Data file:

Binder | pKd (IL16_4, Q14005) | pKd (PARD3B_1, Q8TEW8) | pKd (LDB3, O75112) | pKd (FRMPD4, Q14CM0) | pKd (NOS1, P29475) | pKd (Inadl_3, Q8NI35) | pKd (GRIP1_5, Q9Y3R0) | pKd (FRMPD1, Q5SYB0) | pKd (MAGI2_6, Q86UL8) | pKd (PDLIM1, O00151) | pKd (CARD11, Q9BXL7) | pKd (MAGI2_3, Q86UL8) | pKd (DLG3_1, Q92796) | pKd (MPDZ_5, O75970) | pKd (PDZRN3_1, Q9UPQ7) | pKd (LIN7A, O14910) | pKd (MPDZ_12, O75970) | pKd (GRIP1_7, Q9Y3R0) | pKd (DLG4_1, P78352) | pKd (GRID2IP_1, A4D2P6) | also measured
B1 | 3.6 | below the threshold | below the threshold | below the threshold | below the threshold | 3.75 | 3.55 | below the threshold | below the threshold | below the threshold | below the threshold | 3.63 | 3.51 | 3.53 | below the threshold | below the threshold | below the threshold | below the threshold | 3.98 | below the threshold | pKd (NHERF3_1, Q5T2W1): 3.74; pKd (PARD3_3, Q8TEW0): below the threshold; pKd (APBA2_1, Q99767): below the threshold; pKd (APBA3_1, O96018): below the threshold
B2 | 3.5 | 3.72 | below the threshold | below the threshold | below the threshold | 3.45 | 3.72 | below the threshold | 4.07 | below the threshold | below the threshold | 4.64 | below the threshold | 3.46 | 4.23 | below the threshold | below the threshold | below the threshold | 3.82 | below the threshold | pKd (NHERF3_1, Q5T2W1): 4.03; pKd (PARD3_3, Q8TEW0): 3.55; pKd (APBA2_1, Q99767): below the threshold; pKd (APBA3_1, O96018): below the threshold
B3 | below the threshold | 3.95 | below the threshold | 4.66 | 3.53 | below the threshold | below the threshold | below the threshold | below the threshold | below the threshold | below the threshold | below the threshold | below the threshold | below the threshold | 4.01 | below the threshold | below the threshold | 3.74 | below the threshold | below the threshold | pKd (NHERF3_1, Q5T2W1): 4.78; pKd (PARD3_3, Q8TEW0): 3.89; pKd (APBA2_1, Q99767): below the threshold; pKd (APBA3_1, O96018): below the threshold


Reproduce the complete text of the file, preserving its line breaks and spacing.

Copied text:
Binder | pKd (IL16_4, Q14005) | pKd (PARD3B_1, Q8TEW8) | pKd (LDB3, O75112) | pKd (FRMPD4, Q14CM0) | pKd (NOS1, P29475) | pKd (Inadl_3, Q8NI35) | pKd (GRIP1_5, Q9Y3R0) | pKd (FRMPD1, Q5SYB0) | pKd (MAGI2_6, Q86UL8) | pKd (PDLIM1, O00151) | pKd (CARD11, Q9BXL7) | pKd (MAGI2_3, Q86UL8) | pKd (DLG3_1, Q92796) | pKd (MPDZ_5, O75970) | pKd (PDZRN3_1, Q9UPQ7) | pKd (LIN7A, O14910) | pKd (MPDZ_12, O75970) | pKd (GRIP1_7, Q9Y3R0) | pKd (DLG4_1, P78352) | pKd (GRID2IP_1, A4D2P6) | also measured
B1 | 3.6 | below the threshold | below the threshold | below the threshold | below the threshold | 3.75 | 3.55 | below the threshold | below the threshold | below the threshold | below the threshold | 3.63 | 3.51 | 3.53 | below the threshold | below the threshold | below the threshold | below the threshold | 3.98 | below the threshold | pKd (NHERF3_1, Q5T2W1): 3.74; pKd (PARD3_3, Q8TEW0): below the threshold; pKd (APBA2_1, Q99767): below the threshold; pKd (APBA3_1, O96018): below the threshold
B2 | 3.5 | 3.72 | below the threshold | below the threshold | below the threshold | 3.45 | 3.72 | below the threshold | 4.07 | below the threshold | below the threshold | 4.64 | below the threshold | 3.46 | 4.23 | below the threshold | below the threshold | below the threshold | 3.82 | below the threshold | pKd (NHERF3_1, Q5T2W1): 4.03; pKd (PARD3_3, Q8TEW0): 3.55; pKd (APBA2_1, Q99767): below the threshold; pKd (APBA3_1, O96018): below the threshold
B3 | below the threshold | 3.95 | below the threshold | 4.66 | 3.53 | below the threshold | below the threshold | below the threshold | below the threshold | below the threshold | below the threshold | below the threshold | below the threshold | below the threshold | 4.01 | below the threshold | below the threshold | 3.74 | below the threshold | below the threshold | pKd (NHERF3_1, Q5T2W1): 4.78; pKd (PARD3_3, Q8TEW0): 3.89; pKd (APBA2_1, Q99767): below the threshold; pKd (APBA3_1, O96018): below the threshold